The Economics of Health Foods and Policy Issues: Impact of Health Claims on the Demand for Foods and Population Health
Lethbridge, Alta. : University of Lethbridge, Dept. of Economics
Chronic disease accounts for 70% of deaths globally and causes substantial economic burdens. The largest direct healthcare costs associated with illness in Canada is due to cardiovascular disease (6.8% of total costs) followed by cancer (2.2%) and diabetes (1.3%). Research has indicated diet can significantly reduce the risk of many chronic diseases. Governments use health claims to inform consumers about foods’ health attributes and encourage healthy diets. This thesis examines the impacts of health claim policy on food demand and population health in North America. The demand for food is estimated using a linear-approximate almost ideal demand system. Population health is evaluated using a health production function. The results indicate health claims decreased unhealthy food demand between 1.4% and 6.26% and increased healthy food demand between 1.95% and 8.47%. Diet and health claim policy also positively impact population health. Policy recommendations to improve current health claim policy are provided.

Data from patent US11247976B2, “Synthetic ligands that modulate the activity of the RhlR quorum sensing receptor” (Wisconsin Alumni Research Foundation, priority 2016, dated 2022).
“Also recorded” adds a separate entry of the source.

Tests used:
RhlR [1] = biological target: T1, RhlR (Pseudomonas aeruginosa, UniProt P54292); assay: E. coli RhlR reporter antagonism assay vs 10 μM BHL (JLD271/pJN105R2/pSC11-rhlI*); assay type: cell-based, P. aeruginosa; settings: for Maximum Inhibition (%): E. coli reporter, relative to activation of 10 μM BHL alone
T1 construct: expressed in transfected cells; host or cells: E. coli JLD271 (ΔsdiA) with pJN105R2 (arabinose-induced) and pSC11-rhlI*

Diet , Food consumption , Health policy , Nutrition , Public health policy